As part of the Congo River Art Exhibition, the Asian Civilization Museum, in collaboration with Starbucks Singapore, held a coffee appreciation class. If anyone has read this blog for some time, you’d realise how much I luuurve coffee, so I could not resist the urge and signed up for the class, since there were a limited number of seats available.
This was not the first coffee appreciation class that I’ve been to but it was the first, rather comprehensive one. Starbucks usually does their coffee appreciation classes at their respective outlets and from what I can recall of the last one, I do not think that they did such a region-centric breakdown of the different types of beans
The class was held at the basement of the museum and as we (Sarah, Joelyn and later, Raven Silvers) could smell the freshly brewed coffee all the way from the staircase. We sat down and waited for the class to start, since majority of the attendees were a little late.
The two Starbucks reps who were there started the class with the origins of the coffee beans. I scored myself a free drink voucher for answering their question which is rather easy once you’ve read this a couple of times.
The best part of the whole thing is of course, the tasting bit. We were told to slurp the coffee, to spray it throughout our mouths and then think of where the taste of the coffee lands on the tongue. One of the ladies who attended could not stop laughing because of the slurping. I think she’s just not used to being a little uncouth in public but for the sake of coffee, she tried her best and I think she started enjoying the coffee tasting after that.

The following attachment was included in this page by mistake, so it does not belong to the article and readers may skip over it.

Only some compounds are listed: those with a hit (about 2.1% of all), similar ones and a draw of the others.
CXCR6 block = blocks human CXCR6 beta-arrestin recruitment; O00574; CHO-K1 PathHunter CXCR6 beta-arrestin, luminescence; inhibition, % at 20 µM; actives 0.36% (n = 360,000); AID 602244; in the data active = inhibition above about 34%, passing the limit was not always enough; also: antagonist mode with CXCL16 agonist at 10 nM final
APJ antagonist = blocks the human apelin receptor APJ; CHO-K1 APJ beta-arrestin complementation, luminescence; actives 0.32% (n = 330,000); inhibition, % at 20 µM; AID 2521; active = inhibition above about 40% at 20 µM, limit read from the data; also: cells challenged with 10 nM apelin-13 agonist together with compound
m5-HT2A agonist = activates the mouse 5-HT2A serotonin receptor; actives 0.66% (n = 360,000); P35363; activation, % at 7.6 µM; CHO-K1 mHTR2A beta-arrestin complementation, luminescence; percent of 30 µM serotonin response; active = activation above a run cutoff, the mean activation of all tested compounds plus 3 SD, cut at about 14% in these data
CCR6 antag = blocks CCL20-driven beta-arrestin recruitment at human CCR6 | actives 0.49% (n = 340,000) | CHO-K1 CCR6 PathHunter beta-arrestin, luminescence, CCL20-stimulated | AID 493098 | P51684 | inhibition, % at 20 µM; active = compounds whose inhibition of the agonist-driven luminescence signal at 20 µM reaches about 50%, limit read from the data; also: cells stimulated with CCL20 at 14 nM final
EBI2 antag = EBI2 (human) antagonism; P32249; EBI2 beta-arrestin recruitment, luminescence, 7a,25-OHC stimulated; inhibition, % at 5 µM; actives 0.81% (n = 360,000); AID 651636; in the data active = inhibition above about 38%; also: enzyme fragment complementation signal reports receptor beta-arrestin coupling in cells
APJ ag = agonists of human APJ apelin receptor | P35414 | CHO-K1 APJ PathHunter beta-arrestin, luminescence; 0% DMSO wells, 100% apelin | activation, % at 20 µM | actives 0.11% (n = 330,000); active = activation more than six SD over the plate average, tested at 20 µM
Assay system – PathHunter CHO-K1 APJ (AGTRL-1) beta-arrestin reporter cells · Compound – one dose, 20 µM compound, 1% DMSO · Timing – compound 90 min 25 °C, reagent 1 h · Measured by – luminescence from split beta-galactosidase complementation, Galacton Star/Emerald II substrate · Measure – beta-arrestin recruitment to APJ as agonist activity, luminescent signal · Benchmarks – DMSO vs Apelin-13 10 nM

We got to taste coffees made from beans from three different regions, Mexico, Kenya and Sumatra. Out of the three that I tasted, I love the Sumatran coffee the best; it’s full of flavour and not acidic at all and I would gladly drink it black. Since I usually take my coffee with milk and sugar, that’s actually saying a lot.
We were then introduced to food that pair very well with the different types of coffees; chocolate walnut brownie for the Mexican, grapes fro the Kenyan and the butter almond cake for the Sumatran. Each type of food not only complements the basic taste of the different coffee types but also cuts down on the bitterness. It was amazing how the taste changes slightly when you mix it with the food.
By the end of the class, all of us would have finished at least half a cup of each type of coffee. I’m not sure about the other attendees but there wasn’t enough caffeine in the coffee I drank to keep me up, so I slept really well that night. After the class, I’m actually considering in investing in a stove-top espresso (or a latte/cappuccino) maker, just so that I can have good coffee everyday.
Some time in March, they’re going to have another event for the Congo River Exhibit. Do check out the Asian Civilisation Museum site for more info.